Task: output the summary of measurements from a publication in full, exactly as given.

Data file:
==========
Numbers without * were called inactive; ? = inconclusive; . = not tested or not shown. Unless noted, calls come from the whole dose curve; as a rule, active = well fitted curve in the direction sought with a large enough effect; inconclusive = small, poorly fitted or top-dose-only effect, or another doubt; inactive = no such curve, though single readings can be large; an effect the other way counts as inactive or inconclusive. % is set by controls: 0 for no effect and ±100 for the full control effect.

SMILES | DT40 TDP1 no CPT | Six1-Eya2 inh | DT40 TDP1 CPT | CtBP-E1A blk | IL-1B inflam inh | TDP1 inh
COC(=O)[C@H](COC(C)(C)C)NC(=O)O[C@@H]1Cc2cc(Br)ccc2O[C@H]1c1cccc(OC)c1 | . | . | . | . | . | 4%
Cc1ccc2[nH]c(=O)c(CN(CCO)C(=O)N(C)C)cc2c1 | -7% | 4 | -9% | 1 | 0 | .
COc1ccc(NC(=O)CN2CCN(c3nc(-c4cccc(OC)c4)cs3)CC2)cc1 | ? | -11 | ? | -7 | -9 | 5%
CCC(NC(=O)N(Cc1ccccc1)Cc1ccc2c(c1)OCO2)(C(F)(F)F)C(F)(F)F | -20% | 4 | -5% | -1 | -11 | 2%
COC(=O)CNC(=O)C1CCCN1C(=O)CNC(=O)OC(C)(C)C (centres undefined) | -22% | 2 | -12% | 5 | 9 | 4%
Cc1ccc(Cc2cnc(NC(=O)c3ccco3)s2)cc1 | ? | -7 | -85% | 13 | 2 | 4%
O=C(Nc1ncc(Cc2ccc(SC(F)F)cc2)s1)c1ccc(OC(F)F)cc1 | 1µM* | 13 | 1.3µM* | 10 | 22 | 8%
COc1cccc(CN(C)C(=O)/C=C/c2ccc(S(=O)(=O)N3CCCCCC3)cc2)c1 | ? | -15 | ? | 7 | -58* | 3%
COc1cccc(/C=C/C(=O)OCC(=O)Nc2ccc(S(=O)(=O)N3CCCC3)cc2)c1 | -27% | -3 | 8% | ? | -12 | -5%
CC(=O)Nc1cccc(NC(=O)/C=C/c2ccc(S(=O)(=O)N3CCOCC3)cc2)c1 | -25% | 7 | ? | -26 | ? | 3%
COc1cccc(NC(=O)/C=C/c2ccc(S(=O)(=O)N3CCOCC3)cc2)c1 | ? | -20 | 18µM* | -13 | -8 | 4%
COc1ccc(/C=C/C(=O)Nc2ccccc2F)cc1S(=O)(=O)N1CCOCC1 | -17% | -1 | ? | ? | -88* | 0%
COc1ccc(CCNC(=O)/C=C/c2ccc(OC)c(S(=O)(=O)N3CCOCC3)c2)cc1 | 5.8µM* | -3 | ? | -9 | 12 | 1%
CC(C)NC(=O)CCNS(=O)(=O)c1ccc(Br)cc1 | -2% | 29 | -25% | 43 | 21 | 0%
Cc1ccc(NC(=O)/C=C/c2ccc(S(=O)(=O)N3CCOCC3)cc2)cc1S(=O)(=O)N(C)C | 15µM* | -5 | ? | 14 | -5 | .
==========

Numbers without * were called inactive; ? = inconclusive; . = not tested or not shown. Unless noted, calls come from the whole dose curve; as a rule, active = well fitted curve in the direction sought with a large enough effect; inconclusive = small, poorly fitted or top-dose-only effect, or another doubt; inactive = no such curve, though single readings can be large; an effect the other way counts as inactive or inconclusive. % is set by controls: 0 for no effect and ±100 for the full control effect.

SMILES | DT40 TDP1 no CPT | Six1-Eya2 inh | DT40 TDP1 CPT | CtBP-E1A blk | IL-1B inflam inh | TDP1 inh
COC(=O)[C@H](COC(C)(C)C)NC(=O)O[C@@H]1Cc2cc(Br)ccc2O[C@H]1c1cccc(OC)c1 | . | . | . | . | . | 4%
Cc1ccc2[nH]c(=O)c(CN(CCO)C(=O)N(C)C)cc2c1 | -7% | 4 | -9% | 1 | 0 | .
COc1ccc(NC(=O)CN2CCN(c3nc(-c4cccc(OC)c4)cs3)CC2)cc1 | ? | -11 | ? | -7 | -9 | 5%
CCC(NC(=O)N(Cc1ccccc1)Cc1ccc2c(c1)OCO2)(C(F)(F)F)C(F)(F)F | -20% | 4 | -5% | -1 | -11 | 2%
COC(=O)CNC(=O)C1CCCN1C(=O)CNC(=O)OC(C)(C)C (centres undefined) | -22% | 2 | -12% | 5 | 9 | 4%
Cc1ccc(Cc2cnc(NC(=O)c3ccco3)s2)cc1 | ? | -7 | -85% | 13 | 2 | 4%
O=C(Nc1ncc(Cc2ccc(SC(F)F)cc2)s1)c1ccc(OC(F)F)cc1 | 1µM* | 13 | 1.3µM* | 10 | 22 | 8%
COc1cccc(CN(C)C(=O)/C=C/c2ccc(S(=O)(=O)N3CCCCCC3)cc2)c1 | ? | -15 | ? | 7 | -58* | 3%
COc1cccc(/C=C/C(=O)OCC(=O)Nc2ccc(S(=O)(=O)N3CCCC3)cc2)c1 | -27% | -3 | 8% | ? | -12 | -5%
CC(=O)Nc1cccc(NC(=O)/C=C/c2ccc(S(=O)(=O)N3CCOCC3)cc2)c1 | -25% | 7 | ? | -26 | ? | 3%
COc1cccc(NC(=O)/C=C/c2ccc(S(=O)(=O)N3CCOCC3)cc2)c1 | ? | -20 | 18µM* | -13 | -8 | 4%
COc1ccc(/C=C/C(=O)Nc2ccccc2F)cc1S(=O)(=O)N1CCOCC1 | -17% | -1 | ? | ? | -88* | 0%
COc1ccc(CCNC(=O)/C=C/c2ccc(OC)c(S(=O)(=O)N3CCOCC3)c2)cc1 | 5.8µM* | -3 | ? | -9 | 12 | 1%
CC(C)NC(=O)CCNS(=O)(=O)c1ccc(Br)cc1 | -2% | 29 | -25% | 43 | 21 | 0%
Cc1ccc(NC(=O)/C=C/c2ccc(S(=O)(=O)N3CCOCC3)cc2)cc1S(=O)(=O)N(C)C | 15µM* | -5 | ? | 14 | -5 | .